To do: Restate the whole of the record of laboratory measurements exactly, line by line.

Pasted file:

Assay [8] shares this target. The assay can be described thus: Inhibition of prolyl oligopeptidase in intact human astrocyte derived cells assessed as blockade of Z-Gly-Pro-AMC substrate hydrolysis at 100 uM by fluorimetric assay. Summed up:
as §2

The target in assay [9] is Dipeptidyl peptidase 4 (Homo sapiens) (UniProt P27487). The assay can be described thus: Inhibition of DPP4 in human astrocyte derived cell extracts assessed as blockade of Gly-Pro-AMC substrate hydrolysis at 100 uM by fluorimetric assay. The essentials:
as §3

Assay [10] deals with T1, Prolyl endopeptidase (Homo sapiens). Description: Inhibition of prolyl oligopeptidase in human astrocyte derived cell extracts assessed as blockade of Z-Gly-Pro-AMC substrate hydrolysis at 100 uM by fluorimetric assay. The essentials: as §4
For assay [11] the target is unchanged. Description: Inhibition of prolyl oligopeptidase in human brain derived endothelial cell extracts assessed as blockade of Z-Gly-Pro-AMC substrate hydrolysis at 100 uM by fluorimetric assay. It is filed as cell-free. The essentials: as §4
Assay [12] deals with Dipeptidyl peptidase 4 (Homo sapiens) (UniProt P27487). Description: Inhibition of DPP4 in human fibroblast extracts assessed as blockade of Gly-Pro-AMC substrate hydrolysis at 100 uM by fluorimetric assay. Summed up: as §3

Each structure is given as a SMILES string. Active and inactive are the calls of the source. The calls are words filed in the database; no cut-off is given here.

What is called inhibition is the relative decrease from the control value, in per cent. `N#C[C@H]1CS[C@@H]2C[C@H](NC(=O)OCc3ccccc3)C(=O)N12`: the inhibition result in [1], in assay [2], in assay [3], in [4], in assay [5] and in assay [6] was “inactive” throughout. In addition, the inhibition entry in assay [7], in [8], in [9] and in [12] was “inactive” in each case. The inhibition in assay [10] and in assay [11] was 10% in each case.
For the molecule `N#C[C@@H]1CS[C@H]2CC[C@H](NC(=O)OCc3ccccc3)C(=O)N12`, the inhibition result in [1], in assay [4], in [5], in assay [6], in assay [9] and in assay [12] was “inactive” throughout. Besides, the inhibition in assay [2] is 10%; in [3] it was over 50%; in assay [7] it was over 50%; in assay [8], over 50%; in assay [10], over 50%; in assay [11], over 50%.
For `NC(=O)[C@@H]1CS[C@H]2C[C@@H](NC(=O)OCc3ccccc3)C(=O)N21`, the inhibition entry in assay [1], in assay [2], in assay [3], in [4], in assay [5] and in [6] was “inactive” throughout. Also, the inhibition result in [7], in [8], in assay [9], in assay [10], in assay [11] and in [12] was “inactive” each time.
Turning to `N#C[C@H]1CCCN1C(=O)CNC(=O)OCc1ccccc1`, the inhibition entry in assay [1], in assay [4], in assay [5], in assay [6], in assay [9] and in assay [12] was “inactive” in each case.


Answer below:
Assay [8] shares this target. The assay can be described thus: Inhibition of prolyl oligopeptidase in intact human astrocyte derived cells assessed as blockade of Z-Gly-Pro-AMC substrate hydrolysis at 100 uM by fluorimetric assay. Summed up:
as §2

The target in assay [9] is Dipeptidyl peptidase 4 (Homo sapiens) (UniProt P27487). The assay can be described thus: Inhibition of DPP4 in human astrocyte derived cell extracts assessed as blockade of Gly-Pro-AMC substrate hydrolysis at 100 uM by fluorimetric assay. The essentials:
as §3

Assay [10] deals with T1, Prolyl endopeptidase (Homo sapiens). Description: Inhibition of prolyl oligopeptidase in human astrocyte derived cell extracts assessed as blockade of Z-Gly-Pro-AMC substrate hydrolysis at 100 uM by fluorimetric assay. The essentials: as §4
For assay [11] the target is unchanged. Description: Inhibition of prolyl oligopeptidase in human brain derived endothelial cell extracts assessed as blockade of Z-Gly-Pro-AMC substrate hydrolysis at 100 uM by fluorimetric assay. It is filed as cell-free. The essentials: as §4
Assay [12] deals with Dipeptidyl peptidase 4 (Homo sapiens) (UniProt P27487). Description: Inhibition of DPP4 in human fibroblast extracts assessed as blockade of Gly-Pro-AMC substrate hydrolysis at 100 uM by fluorimetric assay. Summed up: as §3

Each structure is given as a SMILES string. Active and inactive are the calls of the source. The calls are words filed in the database; no cut-off is given here.

What is called inhibition is the relative decrease from the control value, in per cent. `N#C[C@H]1CS[C@@H]2C[C@H](NC(=O)OCc3ccccc3)C(=O)N12`: the inhibition result in [1], in assay [2], in assay [3], in [4], in assay [5] and in assay [6] was “inactive” throughout. In addition, the inhibition entry in assay [7], in [8], in [9] and in [12] was “inactive” in each case. The inhibition in assay [10] and in assay [11] was 10% in each case.
For the molecule `N#C[C@@H]1CS[C@H]2CC[C@H](NC(=O)OCc3ccccc3)C(=O)N12`, the inhibition result in [1], in assay [4], in [5], in assay [6], in assay [9] and in assay [12] was “inactive” throughout. Besides, the inhibition in assay [2] is 10%; in [3] it was over 50%; in assay [7] it was over 50%; in assay [8], over 50%; in assay [10], over 50%; in assay [11], over 50%.
For `NC(=O)[C@@H]1CS[C@H]2C[C@@H](NC(=O)OCc3ccccc3)C(=O)N21`, the inhibition entry in assay [1], in assay [2], in assay [3], in [4], in assay [5] and in [6] was “inactive” throughout. Also, the inhibition result in [7], in [8], in assay [9], in assay [10], in assay [11] and in [12] was “inactive” each time.
Turning to `N#C[C@H]1CCCN1C(=O)CNC(=O)OCc1ccccc1`, the inhibition entry in assay [1], in assay [4], in assay [5], in assay [6], in assay [9] and in assay [12] was “inactive” in each case.